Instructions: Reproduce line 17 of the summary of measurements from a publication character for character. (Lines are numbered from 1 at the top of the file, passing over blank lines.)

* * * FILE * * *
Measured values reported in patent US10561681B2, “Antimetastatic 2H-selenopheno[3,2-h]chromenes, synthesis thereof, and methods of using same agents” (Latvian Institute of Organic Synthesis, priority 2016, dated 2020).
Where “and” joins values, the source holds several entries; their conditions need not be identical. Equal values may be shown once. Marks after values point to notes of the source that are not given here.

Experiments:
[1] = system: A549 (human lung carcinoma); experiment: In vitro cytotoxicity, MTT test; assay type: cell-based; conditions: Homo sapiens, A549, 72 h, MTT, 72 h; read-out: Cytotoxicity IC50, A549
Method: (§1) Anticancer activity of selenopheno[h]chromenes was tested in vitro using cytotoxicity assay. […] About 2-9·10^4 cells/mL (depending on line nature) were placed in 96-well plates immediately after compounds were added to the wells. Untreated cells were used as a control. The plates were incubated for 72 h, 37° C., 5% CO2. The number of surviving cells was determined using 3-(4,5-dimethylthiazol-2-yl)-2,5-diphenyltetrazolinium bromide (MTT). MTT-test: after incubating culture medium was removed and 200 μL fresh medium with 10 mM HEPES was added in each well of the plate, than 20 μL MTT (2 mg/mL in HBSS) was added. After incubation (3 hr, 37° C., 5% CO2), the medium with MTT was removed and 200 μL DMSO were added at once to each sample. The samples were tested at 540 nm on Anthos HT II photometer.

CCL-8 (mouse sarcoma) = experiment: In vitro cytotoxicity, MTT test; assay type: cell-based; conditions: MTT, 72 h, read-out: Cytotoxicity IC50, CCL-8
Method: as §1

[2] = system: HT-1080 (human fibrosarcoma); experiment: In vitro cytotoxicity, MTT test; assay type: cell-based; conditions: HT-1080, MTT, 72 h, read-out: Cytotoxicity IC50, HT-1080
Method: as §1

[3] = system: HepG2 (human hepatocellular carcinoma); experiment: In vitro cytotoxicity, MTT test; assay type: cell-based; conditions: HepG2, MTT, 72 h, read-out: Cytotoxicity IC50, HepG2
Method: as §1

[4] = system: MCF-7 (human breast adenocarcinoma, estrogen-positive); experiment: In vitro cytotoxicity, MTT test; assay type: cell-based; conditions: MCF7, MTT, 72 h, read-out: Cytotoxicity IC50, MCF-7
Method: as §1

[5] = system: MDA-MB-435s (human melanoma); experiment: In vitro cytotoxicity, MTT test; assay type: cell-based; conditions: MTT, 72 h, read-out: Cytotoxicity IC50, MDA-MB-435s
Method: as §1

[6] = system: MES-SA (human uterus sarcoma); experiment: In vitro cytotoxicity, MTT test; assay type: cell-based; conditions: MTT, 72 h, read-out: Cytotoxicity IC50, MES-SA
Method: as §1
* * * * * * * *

Method: as §1